Christ appearing to his disciples after the Resurrection, by William Blake. Public domain
It’s easy to be convinced of the power of death. Watching the news reports of the war in Ukraine leaves all of us with a feeling of helplessness. Reports of the discovery of mass graves in Bucha of men, women, teenagers and children whose hands were tied behind their backs leave us enraged, but at the same time, feeling helpless, wondering what to do. Two years of pandemic revealed painful sides of ourselves: our racism, our political divides, our tendency to hoard simple things. We live in a world where death seems to have the upper hand and can feel like the final word. The temptation is simply to live for comfort, to try to cocoon ourselves from death.
The experience of the early disciples was similar. All they knew on Good Friday was the horror of public torture and the painful execution of the One they were hoping would bring redemption to Israel. They ran to the tomb of the Beloved, only to find it empty, and as John’s Gospel tells us, they did not understand. Yes, they gathered together, but probably with the feeling of “every person for himself,” our world has been wrecked beyond repair. Death won.
That afternoon, behind fearful locked doors, they were interrupted by Jesus, now luminous, offering His Shalom, showing His wounds, sending them with the breath of the Spirit back into a violent world. They were also changed, transformed, given new courage, speaking across the boundaries of language, race and nation. His love, His forgiveness, His assurance made them joyful, willing to risk all to be witnesses to the Resurrection.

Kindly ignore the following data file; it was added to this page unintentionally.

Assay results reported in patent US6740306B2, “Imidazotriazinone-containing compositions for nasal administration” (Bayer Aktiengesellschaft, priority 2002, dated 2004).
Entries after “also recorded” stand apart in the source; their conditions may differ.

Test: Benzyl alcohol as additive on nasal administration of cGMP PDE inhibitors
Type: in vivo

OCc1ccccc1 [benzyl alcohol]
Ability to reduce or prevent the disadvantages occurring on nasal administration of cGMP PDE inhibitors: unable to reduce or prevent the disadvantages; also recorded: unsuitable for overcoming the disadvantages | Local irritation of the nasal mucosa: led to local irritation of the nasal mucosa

This Easter we too will gather, with our hopelessness and despair over our world’s tragedies. But if we will allow it, also with all our potential, we will become witnesses to the Resurrection. This is not painting a “fragrant lily, chocolate bunnies and marshmallow peeps” veneer to our sadness and despair. Rather, it is a time to allow the Christ to “Easter in us,” to transform us into joyful missionary disciples. When Christ touches our pain and the pain of the world with His own wounds, we are empowered as agents of change and hope.
I’ve seen it with the friars. Realizing the pain of the homeless during winter, they courageously opened the doors of St. Francis Seraph Church to their care. Other friars heal the wounds of our common home through legislation for the betterment of our environment. The friars of New Orleans helped people whose roofs and walls collapsed during last year’s hurricane. One friar used his legal skills to resettle Afghani refugees, giving opportunities for self-reliance. And all our Franciscan churches have programs to help those who fall on hard times with food, clothing and utility assistance. They are dispensing hope and new opportunity because of Christ.
These bittersweet times are an opportunity for all of us, changed by the Risen Lord into joyful disciples, to touch the wounds of our weary world with hope, love and faith in the power of the Resurrection. And yes, we will see Him, in our well-worn Galilees, in our fraternities, our world. We will see Him.
(Fr. Mark Soehner, OFM, is the Provincial Minister for the Province of St. John the Baptist.)